The lobster bisque was as delicious as I remembered.
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Hemenway’s has been one of my favorite seafood restaurants since I first visited during a fabulous trip to Providence, Rhode Island, a few years ago. It’s still one of the best mid-sized food cities in America. Seated at its raised rectangular bar, my companion and I savored every chunk of the generous sweet meat in the well-sherried soup.
We were on a quick stick-season getaway in southern New England. We love to travel in the off-season, because the crowds are so much smaller.
And we had no trouble scoring two comfy backed barstools early on a Monday evening. After the bisque, we split the sensational antipasto plate. We loved the tender prosciutto di Parma, the buttery Manchego cheese, the cold peperonata, and most of all the sweet-salty-creamy figs stuffed with goat cheese and wrapped in bacon. I skipped the grilled bread, but for dessert I sipped the Cafe Royal coffee cocktail with Patron XO and Godiva chocolate, enough to warm me for a walk to Little Italy.
Federal Hill in Providence is home to one of the most thriving Little Italys I’ve visited. Passing under the welcome arch, with its hanging pinecone, we strolled along Atwells Avenue past Italian restaurants and specialty shops, boutiques and bakeries. It was a cold night, but there was still a vibrant vibe. Cars whizzed past as pedestrians walked along bustling brick sidewalks.
The most prominent building is the Holy Ghost Church, perched atop a long flight of marble steps. It was established in 1889 to serve the growing population of Italian immigrants who settled in the area during the late 19th and early 20th centuries. The church still offers Sunday Mass in Italian at the prime slot of 11 a.m., though it’s a sign of the times that there is also an English Mass at 9:00 and one in Spanish at 12:15.
On Tuesday morning, we explored some history. The Rhode Island State House is a neoclassical building of brick and marble. It is listed on the National Register of Historic Places, and its exterior stood for the U.S. Capitol in the film Amistad. Its dome is one of the largest self-supporting marble domes in the world. Atop the dome stands the statue of the Independent Man, who symbolizes freedom. We missed a public tour but strolled around the building ourselves.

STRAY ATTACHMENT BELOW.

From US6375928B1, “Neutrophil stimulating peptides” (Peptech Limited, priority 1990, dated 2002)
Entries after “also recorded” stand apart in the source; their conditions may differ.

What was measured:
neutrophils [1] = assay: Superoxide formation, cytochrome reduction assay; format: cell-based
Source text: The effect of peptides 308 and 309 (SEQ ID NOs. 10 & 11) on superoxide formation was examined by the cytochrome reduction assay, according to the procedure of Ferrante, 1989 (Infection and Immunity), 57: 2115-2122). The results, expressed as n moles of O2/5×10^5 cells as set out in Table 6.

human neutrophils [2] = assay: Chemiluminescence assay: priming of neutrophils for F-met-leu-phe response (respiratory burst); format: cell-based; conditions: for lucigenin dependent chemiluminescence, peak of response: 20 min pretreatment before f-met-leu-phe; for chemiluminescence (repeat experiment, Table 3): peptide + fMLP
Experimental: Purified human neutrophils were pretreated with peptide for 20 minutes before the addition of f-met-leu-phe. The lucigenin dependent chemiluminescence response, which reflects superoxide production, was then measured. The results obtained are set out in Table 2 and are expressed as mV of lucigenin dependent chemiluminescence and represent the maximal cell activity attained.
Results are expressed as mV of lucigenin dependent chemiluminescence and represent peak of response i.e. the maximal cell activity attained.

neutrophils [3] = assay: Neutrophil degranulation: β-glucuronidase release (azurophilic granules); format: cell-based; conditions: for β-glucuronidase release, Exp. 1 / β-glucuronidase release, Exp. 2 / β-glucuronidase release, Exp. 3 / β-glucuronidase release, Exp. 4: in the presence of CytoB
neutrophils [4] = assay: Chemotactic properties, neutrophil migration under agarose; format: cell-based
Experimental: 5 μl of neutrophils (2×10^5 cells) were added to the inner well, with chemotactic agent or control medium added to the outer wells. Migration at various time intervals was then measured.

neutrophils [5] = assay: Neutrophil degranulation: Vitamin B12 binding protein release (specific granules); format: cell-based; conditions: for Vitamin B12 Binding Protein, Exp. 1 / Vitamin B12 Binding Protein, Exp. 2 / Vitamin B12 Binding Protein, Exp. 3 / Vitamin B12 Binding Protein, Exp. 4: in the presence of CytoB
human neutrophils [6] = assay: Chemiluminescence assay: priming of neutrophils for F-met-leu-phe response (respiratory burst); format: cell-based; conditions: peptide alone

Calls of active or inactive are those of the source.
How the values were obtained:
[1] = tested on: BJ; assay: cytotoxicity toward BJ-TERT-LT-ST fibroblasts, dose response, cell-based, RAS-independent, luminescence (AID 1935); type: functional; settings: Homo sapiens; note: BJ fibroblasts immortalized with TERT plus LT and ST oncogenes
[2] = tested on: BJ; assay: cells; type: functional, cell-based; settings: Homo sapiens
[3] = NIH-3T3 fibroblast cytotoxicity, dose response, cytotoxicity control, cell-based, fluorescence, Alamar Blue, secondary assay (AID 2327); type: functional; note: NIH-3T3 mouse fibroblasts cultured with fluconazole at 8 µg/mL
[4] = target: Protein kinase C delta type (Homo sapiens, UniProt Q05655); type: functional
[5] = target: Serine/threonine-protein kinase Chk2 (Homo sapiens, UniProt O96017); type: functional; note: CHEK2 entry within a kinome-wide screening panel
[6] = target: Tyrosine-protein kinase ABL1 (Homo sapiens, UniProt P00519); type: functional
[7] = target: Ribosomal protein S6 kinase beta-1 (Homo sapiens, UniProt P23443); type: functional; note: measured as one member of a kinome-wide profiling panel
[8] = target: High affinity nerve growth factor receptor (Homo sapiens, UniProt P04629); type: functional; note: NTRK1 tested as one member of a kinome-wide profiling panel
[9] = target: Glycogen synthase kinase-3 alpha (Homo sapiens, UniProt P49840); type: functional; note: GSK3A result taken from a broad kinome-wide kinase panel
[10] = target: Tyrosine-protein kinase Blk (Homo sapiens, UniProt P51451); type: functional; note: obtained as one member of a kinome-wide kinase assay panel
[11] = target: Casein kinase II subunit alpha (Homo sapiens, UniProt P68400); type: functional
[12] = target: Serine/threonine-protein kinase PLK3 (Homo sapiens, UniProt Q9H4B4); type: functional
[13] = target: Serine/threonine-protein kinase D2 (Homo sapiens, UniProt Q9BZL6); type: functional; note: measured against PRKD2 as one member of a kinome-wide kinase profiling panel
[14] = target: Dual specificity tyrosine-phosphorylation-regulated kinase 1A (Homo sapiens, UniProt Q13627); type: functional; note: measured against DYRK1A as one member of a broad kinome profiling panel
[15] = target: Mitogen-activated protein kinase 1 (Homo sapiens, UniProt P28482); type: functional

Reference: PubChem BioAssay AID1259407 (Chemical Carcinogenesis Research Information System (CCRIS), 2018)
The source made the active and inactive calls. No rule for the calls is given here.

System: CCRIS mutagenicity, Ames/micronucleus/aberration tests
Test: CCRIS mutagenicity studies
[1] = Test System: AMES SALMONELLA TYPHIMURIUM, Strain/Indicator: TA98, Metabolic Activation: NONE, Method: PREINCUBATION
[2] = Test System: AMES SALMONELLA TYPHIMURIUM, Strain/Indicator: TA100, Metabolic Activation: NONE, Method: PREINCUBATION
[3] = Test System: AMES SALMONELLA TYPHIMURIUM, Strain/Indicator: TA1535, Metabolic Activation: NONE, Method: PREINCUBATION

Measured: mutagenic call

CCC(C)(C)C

Rhode Island is justly proud of its role in the history of freedom, particularly religious freedom. Roger Williams founded the first English settlement in what became the colony in 1636 after being banished from Massachusetts for opposing ecclesiastical control over civil law. It became a refuge for those fleeing religious persecution. Religious freedom would be explicitly protected in the colony’s charter, granted by King Charles II in 1663.
A little more than a century later, Rhode Island became the first colony to declare independence from Great Britain. In 1778, the state was one of the first to ratify the Articles of Confederation. But as the inevitable cries for bigger and stronger national government rose, Rhode Island refused to ratify the Constitution until a Bill of Rights was appended to protect individual liberty, including religious freedom.
Visitors to the state house can view original documents related to this early history in the small and museum-lit Charter Room.
Bigger and brighter by far is the State Room. It is lavishly decorated with red upholstered furniture and draperies dressing the large windows overlooking Providence. White marble pilasters line the walls. Marble fireplaces grace the head and foot of the room. A crystal chandelier hangs high above. The pride of the room is the well-known portrait of George Washington by Rhode Islander Gilbert Stuart.